Home Sweet Homecoming

4,591 Monmouth students, alumni, fans and more showed up to the Homecoming game this past weekend against the number one team in the FCS, Coastal Carolina. Although the football team came up just short of arguably the biggest upset in our school’s history, the story lies outside the lines of Kessler Field. The attendance at Saturday’s game along with the environment it provided was something foreign to our West Long Branch campus. Rowdy, passionate, possibly intoxicated fans packed the bleachers to support their team. Those of us that went to the game understand, but words can’t describe the atmosphere.

As you pulled into the parking lot of the Multipurpose Activity Center, the mood was different. A normal football game for the Hawks might include a decent amount of tailgating and a few devoted fans having a good time outside the field pregame. For reference, the Hawks played host to the #22 ranked Liberty Flames and managed to knock them off 20-17 two weeks ago. That was the first and currently the only win over a national ranked opponent by the Hawks; 1,734 fans showed up to the game. Now that’s not terrible, if we were talking about our high school football teams, but we’re talking about a division one college football team.

There is no arguing that as a student body and more specifically The Outlook staff would love to see the average attendance at all of our athletic events rise, so what is stopping that from happening? To be honest, that is a harder question to answer than it sounds. Homecoming is special because it is a public place for everyone to get together, have a good time, catch up with alumni and enjoy a sport that so many of us follow. But if the only difference is the presence of alumni week after week, how do we replicate the scene at Monmouth Stadium from this past Saturday at every home game.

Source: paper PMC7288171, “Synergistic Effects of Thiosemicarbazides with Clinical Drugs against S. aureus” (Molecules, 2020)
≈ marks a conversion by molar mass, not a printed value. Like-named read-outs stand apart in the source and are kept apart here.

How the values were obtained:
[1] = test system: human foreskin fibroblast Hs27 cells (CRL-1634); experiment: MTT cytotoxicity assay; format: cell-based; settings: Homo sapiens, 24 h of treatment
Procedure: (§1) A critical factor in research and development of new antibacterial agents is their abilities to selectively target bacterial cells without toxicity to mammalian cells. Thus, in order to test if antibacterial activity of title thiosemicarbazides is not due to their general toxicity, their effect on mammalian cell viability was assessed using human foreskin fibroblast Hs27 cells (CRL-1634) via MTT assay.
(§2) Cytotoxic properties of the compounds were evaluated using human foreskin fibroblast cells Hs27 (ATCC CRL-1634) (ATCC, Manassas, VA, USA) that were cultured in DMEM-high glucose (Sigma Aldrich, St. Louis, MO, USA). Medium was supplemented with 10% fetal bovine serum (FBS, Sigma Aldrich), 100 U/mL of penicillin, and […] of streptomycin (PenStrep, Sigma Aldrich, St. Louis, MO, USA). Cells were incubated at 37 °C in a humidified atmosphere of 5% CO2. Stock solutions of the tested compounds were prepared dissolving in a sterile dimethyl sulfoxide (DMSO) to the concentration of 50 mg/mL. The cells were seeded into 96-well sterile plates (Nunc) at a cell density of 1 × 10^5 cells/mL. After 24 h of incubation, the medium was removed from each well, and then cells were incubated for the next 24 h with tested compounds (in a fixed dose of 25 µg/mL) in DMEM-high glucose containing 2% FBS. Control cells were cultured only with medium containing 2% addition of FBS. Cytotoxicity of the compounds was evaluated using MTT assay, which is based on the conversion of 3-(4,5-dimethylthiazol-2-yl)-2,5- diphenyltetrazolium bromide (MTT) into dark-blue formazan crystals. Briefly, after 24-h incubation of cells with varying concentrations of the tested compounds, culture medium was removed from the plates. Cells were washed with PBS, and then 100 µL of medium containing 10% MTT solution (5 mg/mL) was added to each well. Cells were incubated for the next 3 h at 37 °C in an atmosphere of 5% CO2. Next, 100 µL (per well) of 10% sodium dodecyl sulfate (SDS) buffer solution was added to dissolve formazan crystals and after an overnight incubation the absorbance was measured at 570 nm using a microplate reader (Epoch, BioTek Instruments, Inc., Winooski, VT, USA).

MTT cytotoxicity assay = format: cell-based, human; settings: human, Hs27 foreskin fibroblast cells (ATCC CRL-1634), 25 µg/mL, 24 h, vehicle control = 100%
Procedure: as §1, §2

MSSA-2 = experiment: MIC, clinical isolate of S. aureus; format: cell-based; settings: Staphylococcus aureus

One Outlook editor said, “I think homecoming naturally draws a lot of students and alumni since it’s a popular college event no matter what school you go to. However, a lot of people attend the tailgate and then skip the game. I think MU could draw a bigger crowd for the game itself by placing a bigger focus on the team during the week leading up to the game and running promotions or something.”

That’s an interesting perspective, could the athletic department and school itself advertise more on campus for our athletic events? Could the problem not be getting people to the game but instead letting the student body know there even is a game? The schedule cards on the napkin holders in the Dining Hall and Student Center help to inform some of the student body, but outside those schedule cards and a few posters scattered around campus, students have to turn to either social media or the Monmouth Hawks website to see what game is up next. Could the solution be painting our campus blue and white with information pertaining to the next game?

Maybe all the student body needs is a winning team to get behind, now although we didn’t win last Saturday, the Hawks certainly made a good account of themselves and held their own against the number one team in the country. If a winning streak were to ensue, could this be the year Monmouth athletics finally takes the leap it’s so desperately been working towards?